Mexico is actually the easier nut to crack here. The government is corrupt, weak and totally reliant on the United States for both its legal economy and its black market economy. A full-out trade-war with the U.S. would of course cause some harm to the U.S., but would be catastrophic for Mexico. And more importantly, for Mexico’s government.

If the current political leadership wants to stay in power, and if future political leadership wants to attain power, they need a decent relationship with the U.S. And given the millions of Mexicans sending billions of dollars back to Mexico in remittances, running on an anti-American plank is not likely to be popular or successful — at least for long.

The tariffs on all Mexican imports began at 5 percent and rise by 5 percentage points each month before reaching 25 percent in October — unless Mexico takes serious steps to stop the flow of Central American migrants now swamping the southern American border. These 25 percent tariffs would crush the Mexican economy, and possibly have the perverse effect of strengthening the deadly cartels even more.

Mexico’s leadership is fully attuned to this dynamic, and that is why Mexican leaders are moving quickly to respond to Trump’s punitive tariffs launched Friday, with escalations coming, by agreeing to meet in Washington today.

President Trump tweeted Sunday: “Mexico is sending a big delegation to talk about the Border. Problem is, they’ve been ‘talking’ for 25 years. We want action, not talk.”

They’ve been “talking” and American leaders have been “talking” and everyone was fine with the arrangement as long as nothing was ever done. It’s obvious this President expects something to be done or those tariffs will just keep increasing.

So Mexican Economy Minister Graciela Marquez will arrive in Washington today (Monday) to meet with U.S. Commerce Secretary Wilbur Ross. On Wednesday, delegations led by Secretary of State Mike Pompeo and Mexico Foreign Relations Secretary Marcelo Ebrard will meet in Washington.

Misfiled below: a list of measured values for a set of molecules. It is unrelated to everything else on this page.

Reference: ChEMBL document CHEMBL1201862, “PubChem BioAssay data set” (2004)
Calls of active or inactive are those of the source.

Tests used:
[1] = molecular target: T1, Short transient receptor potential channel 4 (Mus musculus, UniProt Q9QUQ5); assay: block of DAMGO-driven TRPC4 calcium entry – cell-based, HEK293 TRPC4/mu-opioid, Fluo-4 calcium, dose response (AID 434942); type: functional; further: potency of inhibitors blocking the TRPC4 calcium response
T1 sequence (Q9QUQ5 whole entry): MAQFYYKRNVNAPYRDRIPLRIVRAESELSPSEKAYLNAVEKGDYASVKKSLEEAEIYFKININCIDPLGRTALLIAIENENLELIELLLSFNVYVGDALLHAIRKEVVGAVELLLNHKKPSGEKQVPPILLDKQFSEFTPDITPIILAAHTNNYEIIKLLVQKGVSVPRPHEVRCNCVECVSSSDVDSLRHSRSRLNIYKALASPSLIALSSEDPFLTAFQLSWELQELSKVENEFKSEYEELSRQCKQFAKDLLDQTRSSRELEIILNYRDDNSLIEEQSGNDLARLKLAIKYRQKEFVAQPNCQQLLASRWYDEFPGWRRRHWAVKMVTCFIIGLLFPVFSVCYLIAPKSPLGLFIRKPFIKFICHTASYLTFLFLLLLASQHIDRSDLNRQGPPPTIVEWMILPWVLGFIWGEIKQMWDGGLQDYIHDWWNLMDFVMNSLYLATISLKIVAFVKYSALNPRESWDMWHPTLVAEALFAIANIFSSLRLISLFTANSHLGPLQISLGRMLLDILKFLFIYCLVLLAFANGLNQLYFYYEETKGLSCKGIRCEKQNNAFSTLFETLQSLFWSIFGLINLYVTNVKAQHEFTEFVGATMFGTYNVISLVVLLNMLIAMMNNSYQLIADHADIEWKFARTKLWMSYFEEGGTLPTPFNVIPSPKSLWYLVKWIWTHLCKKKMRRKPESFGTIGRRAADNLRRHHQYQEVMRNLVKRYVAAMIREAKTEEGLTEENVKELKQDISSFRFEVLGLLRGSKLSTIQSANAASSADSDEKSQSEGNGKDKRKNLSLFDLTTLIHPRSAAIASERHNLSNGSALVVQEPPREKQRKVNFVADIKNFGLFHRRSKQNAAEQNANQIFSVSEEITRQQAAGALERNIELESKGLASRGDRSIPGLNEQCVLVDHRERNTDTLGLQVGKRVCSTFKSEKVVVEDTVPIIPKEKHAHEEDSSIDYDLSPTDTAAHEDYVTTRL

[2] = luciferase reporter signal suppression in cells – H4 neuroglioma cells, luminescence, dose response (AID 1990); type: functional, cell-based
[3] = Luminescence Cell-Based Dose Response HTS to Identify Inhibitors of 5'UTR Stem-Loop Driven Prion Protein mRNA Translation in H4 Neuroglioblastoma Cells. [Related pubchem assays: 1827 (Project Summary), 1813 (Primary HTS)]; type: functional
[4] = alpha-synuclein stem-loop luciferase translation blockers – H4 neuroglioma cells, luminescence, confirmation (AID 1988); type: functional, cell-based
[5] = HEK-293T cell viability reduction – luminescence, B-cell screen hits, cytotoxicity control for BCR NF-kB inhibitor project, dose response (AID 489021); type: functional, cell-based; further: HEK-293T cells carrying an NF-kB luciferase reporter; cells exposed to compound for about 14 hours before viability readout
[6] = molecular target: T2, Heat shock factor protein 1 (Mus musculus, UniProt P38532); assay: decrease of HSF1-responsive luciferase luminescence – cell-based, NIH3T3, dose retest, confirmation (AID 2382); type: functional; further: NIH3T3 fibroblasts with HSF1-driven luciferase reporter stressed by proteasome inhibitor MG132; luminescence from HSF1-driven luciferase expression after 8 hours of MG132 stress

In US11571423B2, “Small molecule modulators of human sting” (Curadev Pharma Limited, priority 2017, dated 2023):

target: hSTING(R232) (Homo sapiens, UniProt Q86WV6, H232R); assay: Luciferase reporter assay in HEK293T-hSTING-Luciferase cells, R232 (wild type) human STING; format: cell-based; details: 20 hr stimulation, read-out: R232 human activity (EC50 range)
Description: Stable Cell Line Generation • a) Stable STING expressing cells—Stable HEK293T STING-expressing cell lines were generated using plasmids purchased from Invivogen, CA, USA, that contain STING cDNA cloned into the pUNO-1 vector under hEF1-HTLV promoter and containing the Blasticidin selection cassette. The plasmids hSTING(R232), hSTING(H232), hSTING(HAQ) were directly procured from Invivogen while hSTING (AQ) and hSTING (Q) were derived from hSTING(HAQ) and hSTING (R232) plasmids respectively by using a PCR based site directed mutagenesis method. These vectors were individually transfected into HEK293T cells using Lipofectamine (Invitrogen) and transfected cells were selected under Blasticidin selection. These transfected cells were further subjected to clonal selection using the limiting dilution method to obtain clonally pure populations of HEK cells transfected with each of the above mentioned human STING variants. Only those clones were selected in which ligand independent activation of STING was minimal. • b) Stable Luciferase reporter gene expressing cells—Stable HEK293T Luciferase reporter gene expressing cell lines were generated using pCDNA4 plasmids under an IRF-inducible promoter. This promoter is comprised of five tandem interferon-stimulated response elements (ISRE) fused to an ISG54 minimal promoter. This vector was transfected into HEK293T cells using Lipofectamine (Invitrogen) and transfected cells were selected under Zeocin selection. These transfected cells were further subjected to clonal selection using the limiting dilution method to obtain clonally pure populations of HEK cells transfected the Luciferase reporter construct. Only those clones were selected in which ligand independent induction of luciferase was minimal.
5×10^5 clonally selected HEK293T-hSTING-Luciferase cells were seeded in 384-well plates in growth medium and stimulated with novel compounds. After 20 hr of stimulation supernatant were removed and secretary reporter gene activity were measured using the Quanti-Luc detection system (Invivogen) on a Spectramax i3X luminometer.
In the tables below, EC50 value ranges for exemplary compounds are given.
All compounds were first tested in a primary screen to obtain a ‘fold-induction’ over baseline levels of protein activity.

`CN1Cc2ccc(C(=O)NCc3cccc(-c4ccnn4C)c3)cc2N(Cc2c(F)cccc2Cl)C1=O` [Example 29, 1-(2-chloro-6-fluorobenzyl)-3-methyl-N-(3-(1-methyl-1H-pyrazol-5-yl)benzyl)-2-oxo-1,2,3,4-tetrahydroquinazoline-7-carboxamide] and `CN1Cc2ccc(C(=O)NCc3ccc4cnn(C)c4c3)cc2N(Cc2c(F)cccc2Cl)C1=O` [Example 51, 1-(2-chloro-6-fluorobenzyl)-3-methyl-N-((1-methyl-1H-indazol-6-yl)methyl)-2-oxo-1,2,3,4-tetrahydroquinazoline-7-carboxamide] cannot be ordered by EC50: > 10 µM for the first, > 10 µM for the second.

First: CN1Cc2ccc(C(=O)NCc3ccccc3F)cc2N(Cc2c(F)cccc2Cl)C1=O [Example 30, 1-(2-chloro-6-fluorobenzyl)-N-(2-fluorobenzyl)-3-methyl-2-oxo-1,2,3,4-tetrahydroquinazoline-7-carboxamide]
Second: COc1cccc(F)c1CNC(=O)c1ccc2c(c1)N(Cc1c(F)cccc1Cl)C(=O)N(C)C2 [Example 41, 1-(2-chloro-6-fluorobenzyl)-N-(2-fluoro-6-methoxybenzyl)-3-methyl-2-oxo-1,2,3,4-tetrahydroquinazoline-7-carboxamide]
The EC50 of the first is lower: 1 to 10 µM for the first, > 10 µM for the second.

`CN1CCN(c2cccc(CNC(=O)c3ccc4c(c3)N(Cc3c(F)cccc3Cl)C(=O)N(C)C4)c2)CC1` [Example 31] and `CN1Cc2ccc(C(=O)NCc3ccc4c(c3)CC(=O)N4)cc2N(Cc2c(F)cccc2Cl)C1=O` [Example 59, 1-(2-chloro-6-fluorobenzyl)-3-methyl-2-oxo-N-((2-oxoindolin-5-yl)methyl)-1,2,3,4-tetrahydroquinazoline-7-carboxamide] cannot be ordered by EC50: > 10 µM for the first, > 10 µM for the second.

That was fast.

China is a tougher nut, but some of the same dynamics are in place as with Mexico.

As with Mexico, China is far more reliant on the U.S. than the U.S. is on China. Their economy is built on selling to the giant and prosperous U.S. consumer market. If that is cut off or diminished through tariffs, their much smaller secondary markets leave them in an economic tailspin, particularly considering that they are facing other economic headwinds, such as an aging and soon declining population, a fluctuating currency and increased competition from India (an ally that Trump should look to for a friendlier trade deal.)

One of the ways the Chinese Communist Party has maintained its iron fist of control is by not being communist, or socialist, but by freeing up its markets and allowing a form of capitalism to operate. That has created huge wealth gains, a growing economy and an emerging middle class.

Chinese who lived in generational poverty seeing the opportunity for a better life for themselves and their children have been willing to live with the totalitarianism of the Communist Party. But they may be much less willing to put up with the iron rule if the economy tanks.

One of the last things the Chinese government wants as it pursues its global ambitions is unrest at home. A trade war with the U.S. would risk that, and could begin to threaten their hold on power.

But the Chinese’ global ambitions based on their historic view of themselves as the Middle Kingdom — the center of the world — also drive them to be much more intransigent negotiators than the Mexicans. And patient negotiators as they take the long view. Newt Gingrich does a terrific job spelling this out in writing and on his podcast.

These are China’s competing interests in the negotiations: showing strength at home and abroad while actually being strong at home and abroad.

In the end though, their Middle Kingdom aspirations and desire for long-term control will mean that a new trade agreement is the lesser bitter pill to swallow. The Chinese are ultimately very pragmatic, and would likely view a new trade deal — even one that was not tilted in their favor — to be worth the trade-off for their ultimate vision.

That is why we’ve seen China moderating its original harsh rhetoric to Trump pulling out of negotiations after the Chinese deleted most of what they had agreed to. They had pulled this trick on previous administrations, counting on American president’s willingness to take a fake victory, if you will, and they were right.